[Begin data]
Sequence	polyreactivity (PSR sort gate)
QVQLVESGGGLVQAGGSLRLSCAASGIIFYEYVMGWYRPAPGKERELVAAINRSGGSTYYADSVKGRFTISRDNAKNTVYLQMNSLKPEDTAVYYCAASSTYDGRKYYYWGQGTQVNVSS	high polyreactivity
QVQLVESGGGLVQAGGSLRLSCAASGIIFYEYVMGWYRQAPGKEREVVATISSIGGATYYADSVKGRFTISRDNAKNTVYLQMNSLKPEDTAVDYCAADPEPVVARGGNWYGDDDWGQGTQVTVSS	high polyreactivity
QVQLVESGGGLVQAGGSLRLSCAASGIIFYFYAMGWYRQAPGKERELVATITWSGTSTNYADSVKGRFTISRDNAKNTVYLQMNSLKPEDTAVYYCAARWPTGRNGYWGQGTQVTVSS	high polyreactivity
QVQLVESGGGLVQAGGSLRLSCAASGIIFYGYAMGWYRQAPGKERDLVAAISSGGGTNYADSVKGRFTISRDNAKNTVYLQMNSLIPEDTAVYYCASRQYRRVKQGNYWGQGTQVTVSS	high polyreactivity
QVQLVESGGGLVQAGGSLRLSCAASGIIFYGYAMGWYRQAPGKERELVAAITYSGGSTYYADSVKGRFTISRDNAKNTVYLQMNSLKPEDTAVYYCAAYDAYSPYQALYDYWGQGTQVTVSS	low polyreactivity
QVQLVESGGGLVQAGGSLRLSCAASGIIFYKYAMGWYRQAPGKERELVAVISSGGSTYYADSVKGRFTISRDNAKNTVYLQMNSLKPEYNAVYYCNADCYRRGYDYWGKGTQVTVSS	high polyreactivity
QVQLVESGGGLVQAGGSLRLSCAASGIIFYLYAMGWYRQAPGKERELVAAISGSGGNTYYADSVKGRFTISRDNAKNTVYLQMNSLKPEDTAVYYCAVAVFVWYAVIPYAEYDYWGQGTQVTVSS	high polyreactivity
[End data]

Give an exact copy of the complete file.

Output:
Sequence	polyreactivity (PSR sort gate)
QVQLVESGGGLVQAGGSLRLSCAASGIIFYEYVMGWYRPAPGKERELVAAINRSGGSTYYADSVKGRFTISRDNAKNTVYLQMNSLKPEDTAVYYCAASSTYDGRKYYYWGQGTQVNVSS	high polyreactivity
QVQLVESGGGLVQAGGSLRLSCAASGIIFYEYVMGWYRQAPGKEREVVATISSIGGATYYADSVKGRFTISRDNAKNTVYLQMNSLKPEDTAVDYCAADPEPVVARGGNWYGDDDWGQGTQVTVSS	high polyreactivity
QVQLVESGGGLVQAGGSLRLSCAASGIIFYFYAMGWYRQAPGKERELVATITWSGTSTNYADSVKGRFTISRDNAKNTVYLQMNSLKPEDTAVYYCAARWPTGRNGYWGQGTQVTVSS	high polyreactivity
QVQLVESGGGLVQAGGSLRLSCAASGIIFYGYAMGWYRQAPGKERDLVAAISSGGGTNYADSVKGRFTISRDNAKNTVYLQMNSLIPEDTAVYYCASRQYRRVKQGNYWGQGTQVTVSS	high polyreactivity
QVQLVESGGGLVQAGGSLRLSCAASGIIFYGYAMGWYRQAPGKERELVAAITYSGGSTYYADSVKGRFTISRDNAKNTVYLQMNSLKPEDTAVYYCAAYDAYSPYQALYDYWGQGTQVTVSS	low polyreactivity
QVQLVESGGGLVQAGGSLRLSCAASGIIFYKYAMGWYRQAPGKERELVAVISSGGSTYYADSVKGRFTISRDNAKNTVYLQMNSLKPEYNAVYYCNADCYRRGYDYWGKGTQVTVSS	high polyreactivity
QVQLVESGGGLVQAGGSLRLSCAASGIIFYLYAMGWYRQAPGKERELVAAISGSGGNTYYADSVKGRFTISRDNAKNTVYLQMNSLKPEDTAVYYCAVAVFVWYAVIPYAEYDYWGQGTQVTVSS	high polyreactivity